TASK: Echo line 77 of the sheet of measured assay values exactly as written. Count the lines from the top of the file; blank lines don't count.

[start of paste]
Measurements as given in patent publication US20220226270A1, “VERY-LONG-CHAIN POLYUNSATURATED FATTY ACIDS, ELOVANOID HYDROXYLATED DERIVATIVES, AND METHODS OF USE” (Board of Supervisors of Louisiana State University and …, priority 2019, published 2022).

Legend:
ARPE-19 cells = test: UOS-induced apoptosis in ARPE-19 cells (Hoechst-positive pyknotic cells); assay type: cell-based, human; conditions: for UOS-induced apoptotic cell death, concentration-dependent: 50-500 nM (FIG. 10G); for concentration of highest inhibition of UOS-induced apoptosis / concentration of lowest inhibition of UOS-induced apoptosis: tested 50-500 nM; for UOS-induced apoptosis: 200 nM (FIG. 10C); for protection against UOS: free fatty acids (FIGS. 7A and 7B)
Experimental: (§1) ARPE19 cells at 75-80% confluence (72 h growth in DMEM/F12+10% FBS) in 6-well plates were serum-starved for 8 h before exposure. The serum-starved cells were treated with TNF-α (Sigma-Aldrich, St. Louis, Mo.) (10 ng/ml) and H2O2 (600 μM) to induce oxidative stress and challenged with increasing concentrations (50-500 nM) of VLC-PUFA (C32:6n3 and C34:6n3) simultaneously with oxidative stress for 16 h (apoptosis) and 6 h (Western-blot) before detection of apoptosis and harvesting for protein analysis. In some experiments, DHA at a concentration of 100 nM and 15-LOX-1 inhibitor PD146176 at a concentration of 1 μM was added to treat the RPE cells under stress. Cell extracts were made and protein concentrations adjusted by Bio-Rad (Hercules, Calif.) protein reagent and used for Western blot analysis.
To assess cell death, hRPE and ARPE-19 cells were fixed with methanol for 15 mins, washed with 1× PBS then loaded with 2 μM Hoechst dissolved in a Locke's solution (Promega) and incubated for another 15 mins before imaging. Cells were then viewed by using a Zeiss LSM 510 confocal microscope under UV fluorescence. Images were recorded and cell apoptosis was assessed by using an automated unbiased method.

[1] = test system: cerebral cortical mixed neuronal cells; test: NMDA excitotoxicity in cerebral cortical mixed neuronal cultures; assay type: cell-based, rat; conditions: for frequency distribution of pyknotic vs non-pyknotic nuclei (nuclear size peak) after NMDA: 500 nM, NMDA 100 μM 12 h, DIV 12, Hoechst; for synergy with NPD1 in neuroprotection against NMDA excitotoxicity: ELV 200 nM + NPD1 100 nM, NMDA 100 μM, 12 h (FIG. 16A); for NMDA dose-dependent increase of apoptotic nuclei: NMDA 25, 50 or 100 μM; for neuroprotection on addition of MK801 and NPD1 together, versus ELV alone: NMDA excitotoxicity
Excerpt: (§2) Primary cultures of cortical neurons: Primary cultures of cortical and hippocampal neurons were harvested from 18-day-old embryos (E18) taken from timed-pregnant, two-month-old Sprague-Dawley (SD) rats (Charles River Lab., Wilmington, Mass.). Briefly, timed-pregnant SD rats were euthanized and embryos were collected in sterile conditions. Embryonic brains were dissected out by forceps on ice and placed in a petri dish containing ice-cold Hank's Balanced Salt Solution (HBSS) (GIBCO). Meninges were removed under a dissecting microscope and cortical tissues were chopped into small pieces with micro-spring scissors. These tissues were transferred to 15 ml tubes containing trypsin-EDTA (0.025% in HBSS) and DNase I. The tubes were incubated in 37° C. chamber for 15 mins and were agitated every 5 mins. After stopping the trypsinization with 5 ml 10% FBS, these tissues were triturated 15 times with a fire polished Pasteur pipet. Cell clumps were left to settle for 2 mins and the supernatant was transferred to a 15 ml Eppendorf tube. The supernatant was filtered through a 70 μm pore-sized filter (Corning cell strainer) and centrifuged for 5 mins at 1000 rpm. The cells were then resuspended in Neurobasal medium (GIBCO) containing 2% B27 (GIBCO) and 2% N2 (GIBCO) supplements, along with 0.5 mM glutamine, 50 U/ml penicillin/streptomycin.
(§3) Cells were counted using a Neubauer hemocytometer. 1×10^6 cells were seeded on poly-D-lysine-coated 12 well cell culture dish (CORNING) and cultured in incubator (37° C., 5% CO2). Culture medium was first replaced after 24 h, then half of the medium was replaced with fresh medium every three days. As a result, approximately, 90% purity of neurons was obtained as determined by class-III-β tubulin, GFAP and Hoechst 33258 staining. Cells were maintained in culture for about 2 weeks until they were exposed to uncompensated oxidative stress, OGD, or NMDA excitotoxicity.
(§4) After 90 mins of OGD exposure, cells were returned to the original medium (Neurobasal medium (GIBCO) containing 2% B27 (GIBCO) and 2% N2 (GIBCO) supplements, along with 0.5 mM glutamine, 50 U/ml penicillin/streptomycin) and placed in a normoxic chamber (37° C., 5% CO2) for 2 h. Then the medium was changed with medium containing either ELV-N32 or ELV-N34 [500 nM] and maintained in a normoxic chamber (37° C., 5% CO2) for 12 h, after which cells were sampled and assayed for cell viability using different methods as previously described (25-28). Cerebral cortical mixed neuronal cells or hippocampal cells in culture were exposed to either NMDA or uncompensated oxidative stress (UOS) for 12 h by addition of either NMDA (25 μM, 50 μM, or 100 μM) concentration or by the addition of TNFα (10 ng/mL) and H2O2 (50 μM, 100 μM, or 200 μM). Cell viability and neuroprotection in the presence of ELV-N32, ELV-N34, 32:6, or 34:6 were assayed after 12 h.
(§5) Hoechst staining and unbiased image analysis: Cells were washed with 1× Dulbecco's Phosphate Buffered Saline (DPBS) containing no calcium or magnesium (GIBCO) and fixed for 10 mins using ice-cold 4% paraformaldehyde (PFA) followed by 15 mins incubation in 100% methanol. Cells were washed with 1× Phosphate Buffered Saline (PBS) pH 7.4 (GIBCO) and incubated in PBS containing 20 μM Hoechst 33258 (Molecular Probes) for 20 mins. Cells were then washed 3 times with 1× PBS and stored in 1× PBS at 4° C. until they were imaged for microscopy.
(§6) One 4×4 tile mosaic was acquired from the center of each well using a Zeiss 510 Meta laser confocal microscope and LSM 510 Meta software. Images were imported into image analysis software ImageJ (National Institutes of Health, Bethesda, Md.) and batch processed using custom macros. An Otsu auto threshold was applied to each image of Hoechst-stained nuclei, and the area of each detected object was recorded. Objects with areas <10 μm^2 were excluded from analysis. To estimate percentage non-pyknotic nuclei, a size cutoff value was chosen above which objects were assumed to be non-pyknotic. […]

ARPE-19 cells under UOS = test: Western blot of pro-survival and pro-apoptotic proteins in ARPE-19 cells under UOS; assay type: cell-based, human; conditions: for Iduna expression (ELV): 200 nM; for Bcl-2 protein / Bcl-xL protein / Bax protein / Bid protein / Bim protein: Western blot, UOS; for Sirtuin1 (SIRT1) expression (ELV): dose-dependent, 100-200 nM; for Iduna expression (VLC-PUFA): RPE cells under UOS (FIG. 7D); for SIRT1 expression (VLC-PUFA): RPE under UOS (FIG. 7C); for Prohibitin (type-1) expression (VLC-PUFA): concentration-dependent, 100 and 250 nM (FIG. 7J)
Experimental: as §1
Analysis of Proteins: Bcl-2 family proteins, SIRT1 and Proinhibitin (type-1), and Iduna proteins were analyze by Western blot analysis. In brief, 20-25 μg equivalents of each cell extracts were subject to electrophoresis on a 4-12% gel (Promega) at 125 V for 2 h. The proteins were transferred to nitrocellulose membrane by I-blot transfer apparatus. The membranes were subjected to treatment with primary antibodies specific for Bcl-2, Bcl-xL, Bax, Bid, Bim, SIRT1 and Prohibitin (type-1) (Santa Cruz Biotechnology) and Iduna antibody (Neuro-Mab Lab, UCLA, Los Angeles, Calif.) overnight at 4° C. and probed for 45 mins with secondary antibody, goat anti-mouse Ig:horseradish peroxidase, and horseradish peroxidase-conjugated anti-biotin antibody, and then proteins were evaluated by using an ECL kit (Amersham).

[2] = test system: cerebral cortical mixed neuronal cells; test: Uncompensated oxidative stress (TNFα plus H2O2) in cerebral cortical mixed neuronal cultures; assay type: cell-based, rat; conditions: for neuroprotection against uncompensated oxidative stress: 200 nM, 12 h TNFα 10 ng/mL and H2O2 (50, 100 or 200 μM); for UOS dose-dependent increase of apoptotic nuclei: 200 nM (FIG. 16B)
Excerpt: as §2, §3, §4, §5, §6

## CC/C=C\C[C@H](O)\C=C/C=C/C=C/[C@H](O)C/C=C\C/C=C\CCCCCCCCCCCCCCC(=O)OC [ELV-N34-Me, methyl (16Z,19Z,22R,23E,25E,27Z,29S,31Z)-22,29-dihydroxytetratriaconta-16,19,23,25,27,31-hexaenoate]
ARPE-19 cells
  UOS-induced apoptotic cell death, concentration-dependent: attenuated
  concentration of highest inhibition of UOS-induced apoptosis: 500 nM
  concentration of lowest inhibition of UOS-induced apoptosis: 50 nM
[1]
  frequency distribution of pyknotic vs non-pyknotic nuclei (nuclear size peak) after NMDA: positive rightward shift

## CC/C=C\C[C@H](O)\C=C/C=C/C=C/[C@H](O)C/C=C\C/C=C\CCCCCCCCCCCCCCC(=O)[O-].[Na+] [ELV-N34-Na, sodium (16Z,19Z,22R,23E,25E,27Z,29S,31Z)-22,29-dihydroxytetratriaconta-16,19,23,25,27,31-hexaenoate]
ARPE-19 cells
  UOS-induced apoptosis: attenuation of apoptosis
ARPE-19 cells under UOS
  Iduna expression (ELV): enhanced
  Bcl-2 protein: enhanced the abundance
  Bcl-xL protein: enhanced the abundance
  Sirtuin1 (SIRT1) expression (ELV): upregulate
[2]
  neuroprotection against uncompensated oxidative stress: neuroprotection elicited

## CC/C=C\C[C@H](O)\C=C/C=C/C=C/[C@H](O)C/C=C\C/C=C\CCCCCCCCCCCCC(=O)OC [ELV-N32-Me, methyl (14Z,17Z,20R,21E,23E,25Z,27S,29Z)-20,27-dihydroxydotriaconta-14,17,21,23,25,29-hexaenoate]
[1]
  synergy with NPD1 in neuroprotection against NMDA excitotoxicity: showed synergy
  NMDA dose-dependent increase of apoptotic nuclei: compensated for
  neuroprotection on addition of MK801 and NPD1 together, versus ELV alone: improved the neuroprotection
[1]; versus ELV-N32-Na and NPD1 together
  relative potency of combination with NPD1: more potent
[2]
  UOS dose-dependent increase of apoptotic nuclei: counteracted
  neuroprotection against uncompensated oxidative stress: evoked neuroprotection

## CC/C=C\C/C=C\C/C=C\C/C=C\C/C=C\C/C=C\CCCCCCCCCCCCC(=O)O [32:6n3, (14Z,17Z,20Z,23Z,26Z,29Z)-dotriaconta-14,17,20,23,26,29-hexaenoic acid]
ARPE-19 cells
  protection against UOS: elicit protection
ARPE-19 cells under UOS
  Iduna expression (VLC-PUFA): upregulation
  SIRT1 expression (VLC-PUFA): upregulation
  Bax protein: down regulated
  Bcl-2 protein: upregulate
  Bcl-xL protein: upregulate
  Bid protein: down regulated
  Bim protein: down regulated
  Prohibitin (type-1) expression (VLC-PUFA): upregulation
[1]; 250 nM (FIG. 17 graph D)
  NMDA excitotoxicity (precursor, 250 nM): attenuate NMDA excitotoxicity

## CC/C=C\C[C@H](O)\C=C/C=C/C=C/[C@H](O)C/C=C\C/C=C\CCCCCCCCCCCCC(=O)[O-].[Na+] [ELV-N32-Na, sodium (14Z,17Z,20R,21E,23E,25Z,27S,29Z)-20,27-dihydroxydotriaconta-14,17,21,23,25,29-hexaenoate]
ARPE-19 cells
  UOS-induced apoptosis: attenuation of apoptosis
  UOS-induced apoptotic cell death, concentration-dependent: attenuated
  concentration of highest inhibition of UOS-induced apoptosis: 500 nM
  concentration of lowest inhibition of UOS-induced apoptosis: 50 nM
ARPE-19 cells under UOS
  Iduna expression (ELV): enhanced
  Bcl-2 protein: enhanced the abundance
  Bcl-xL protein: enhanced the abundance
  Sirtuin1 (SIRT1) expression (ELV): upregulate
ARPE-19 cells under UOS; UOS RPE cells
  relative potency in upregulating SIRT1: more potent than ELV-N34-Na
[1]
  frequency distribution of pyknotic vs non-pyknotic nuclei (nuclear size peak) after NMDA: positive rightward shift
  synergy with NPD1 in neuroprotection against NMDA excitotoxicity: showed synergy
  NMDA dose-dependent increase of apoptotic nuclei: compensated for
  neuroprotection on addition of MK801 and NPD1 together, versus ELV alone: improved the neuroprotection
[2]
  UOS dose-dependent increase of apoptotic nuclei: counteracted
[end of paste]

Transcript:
  UOS dose-dependent increase of apoptotic nuclei: counteracted